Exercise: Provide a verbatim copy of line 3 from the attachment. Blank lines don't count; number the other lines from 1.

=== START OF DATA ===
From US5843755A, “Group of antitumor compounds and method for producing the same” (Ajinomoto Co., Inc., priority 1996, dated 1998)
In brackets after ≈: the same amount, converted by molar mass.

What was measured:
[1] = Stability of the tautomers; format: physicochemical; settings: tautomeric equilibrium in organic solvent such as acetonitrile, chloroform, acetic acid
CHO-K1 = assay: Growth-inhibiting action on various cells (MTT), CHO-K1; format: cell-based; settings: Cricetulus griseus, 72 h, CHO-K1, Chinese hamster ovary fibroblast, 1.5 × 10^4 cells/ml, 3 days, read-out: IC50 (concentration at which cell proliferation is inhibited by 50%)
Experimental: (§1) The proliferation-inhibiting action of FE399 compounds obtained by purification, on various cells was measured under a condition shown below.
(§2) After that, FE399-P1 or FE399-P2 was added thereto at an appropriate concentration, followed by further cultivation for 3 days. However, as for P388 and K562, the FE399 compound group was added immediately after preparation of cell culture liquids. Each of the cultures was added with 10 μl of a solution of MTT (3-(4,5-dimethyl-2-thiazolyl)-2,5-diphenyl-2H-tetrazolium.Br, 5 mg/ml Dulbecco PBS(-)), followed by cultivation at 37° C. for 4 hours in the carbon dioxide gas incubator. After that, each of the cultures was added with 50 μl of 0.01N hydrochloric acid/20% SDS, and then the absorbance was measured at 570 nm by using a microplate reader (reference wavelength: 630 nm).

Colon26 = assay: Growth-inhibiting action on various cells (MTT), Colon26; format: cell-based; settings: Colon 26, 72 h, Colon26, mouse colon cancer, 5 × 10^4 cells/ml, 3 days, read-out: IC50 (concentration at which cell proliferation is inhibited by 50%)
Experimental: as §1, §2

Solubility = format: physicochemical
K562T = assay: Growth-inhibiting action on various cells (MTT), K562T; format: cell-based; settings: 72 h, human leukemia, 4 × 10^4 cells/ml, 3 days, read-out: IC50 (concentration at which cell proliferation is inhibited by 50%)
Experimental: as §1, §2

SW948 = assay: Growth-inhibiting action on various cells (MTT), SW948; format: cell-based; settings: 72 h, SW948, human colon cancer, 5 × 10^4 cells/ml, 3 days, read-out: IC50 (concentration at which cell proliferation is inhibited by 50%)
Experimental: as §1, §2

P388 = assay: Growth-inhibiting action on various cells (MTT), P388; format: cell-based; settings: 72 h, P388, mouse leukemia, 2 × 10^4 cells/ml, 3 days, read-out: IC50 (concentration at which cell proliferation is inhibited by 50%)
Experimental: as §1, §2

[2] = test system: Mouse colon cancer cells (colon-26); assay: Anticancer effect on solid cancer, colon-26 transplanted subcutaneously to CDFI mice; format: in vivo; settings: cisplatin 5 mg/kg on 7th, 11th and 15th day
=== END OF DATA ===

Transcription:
What was measured: